A Pivotal Moment
6 x 9
6 x 9
Through a series of essays by leading demographers, environmentalists and reproductive health advocates, A Pivotal Moment offers a new perspective on the complex connection between population dynamics and environmental quality. It presents the latest research on the relationship between population growth and climate change, ecosystem health and other environmental issues. It surveys the new demographic landscape—in which population growth rates have fallen, but human numbers continue to increase. It looks back at the lessons learned from half a century of population policy—and forward to propose twenty-first century population policies that are sustainable and just.
A Pivotal Moment puts forth the concept of “population justice,” which is inspired by reproductive justice and environmental justice movements. Population justice holds that inequality is a root cause of both rapid population growth and environmental degradation. As the authors in this volume explain, to slow population growth and build a sustainable future, women and men need access to voluntary family planning and other reproductive health services. They need education and employment opportunities, especially for women. Population justice means tackling the deep inequities—both gender and economic—that are associated with rapid population growth and unsustainable resource consumption. Where family planning is available, where couples are confident their children will survive, where girls go to school, where young men and women have economic opportunity—there couples will have healthier and smaller families.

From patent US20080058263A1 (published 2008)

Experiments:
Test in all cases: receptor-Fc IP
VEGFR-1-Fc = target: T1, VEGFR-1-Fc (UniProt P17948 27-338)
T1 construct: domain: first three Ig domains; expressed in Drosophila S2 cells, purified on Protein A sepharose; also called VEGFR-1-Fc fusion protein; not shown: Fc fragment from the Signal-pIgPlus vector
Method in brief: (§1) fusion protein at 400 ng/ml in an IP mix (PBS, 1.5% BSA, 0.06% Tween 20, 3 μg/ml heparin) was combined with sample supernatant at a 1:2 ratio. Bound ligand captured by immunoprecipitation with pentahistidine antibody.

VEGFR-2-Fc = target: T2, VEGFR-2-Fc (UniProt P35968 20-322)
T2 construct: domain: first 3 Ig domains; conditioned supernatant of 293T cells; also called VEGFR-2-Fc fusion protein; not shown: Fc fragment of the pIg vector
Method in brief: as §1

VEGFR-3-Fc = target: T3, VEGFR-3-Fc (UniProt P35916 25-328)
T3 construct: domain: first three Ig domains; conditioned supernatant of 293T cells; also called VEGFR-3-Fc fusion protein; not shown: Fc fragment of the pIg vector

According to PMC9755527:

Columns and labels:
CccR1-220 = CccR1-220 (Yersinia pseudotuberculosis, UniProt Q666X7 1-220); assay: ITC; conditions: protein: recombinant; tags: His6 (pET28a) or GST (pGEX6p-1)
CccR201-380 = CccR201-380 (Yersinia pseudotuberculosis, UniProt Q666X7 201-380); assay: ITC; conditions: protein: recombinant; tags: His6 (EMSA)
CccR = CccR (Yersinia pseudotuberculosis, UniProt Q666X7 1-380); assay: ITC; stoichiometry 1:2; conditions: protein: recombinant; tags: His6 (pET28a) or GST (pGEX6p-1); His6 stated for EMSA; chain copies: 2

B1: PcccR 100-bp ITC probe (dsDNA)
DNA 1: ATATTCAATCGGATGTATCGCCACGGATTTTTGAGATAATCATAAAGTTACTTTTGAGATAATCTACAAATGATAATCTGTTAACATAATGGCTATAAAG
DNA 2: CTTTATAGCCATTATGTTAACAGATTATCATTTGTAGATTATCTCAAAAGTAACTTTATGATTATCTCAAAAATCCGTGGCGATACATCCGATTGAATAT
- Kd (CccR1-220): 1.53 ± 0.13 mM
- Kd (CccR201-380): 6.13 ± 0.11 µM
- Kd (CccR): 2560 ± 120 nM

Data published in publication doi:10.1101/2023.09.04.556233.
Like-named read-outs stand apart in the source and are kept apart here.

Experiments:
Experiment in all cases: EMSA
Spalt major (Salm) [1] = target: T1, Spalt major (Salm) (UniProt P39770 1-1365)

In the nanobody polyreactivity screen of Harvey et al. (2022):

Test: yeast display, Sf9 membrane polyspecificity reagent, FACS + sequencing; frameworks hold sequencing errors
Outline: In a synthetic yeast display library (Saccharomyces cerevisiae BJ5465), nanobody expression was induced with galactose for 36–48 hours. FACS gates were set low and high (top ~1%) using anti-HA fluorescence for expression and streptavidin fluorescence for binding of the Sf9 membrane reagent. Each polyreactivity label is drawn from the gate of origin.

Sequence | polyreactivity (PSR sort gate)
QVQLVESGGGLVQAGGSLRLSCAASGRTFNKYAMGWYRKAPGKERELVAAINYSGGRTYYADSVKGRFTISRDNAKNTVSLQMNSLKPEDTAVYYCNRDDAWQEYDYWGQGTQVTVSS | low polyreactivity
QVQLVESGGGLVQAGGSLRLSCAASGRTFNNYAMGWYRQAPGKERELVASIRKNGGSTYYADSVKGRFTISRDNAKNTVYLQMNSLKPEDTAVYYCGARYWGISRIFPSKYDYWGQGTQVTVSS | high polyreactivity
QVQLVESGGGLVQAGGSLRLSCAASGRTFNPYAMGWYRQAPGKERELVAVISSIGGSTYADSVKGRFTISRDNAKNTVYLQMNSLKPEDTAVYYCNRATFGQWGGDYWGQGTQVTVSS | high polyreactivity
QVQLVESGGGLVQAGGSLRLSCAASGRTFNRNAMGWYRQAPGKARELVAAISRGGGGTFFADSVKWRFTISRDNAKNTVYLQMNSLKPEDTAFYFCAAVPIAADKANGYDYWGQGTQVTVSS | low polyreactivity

"Here's the book on population we've been waiting for—not a nativist screed that lays the blame for our environmental woes on overbreeding others, but a clearheaded and smart look at the ways that justice, anti-materialism, and women's rights can help limit both our numbers and their impact."
Bill McKibben, author of The End of Nature and Deep Economy
"This book, with chapters by world-renowned experts, should be recommended reading for national and global leaders who seek to meet the environmental and economic development challenges of the 21st century. It provides a compelling, evidence-based case to support renewed attention to reproductive health and rights as a critical part of the solution to build a better and more sustainable future for all."
Geeta Rao Gupta, president, International Center for Research on Women
"Finally, a book that maps the complex connections among climate change, resource depletion, globalization, inequity and overconsumption, then focuses in on the ways that population growth exacerbates all of them, but also results from them. No simple-minded solutions are offered in this revelatory work; but an effective formula for reducing population impacts by strengthening women's rights, roles and economic opportunities. This book should be mandatory reading not only in academia, but for all public policy advocates seeking sustainable pathways for the future."
Jerry Mander, founder and distinguished fellow, International Forum on Globalization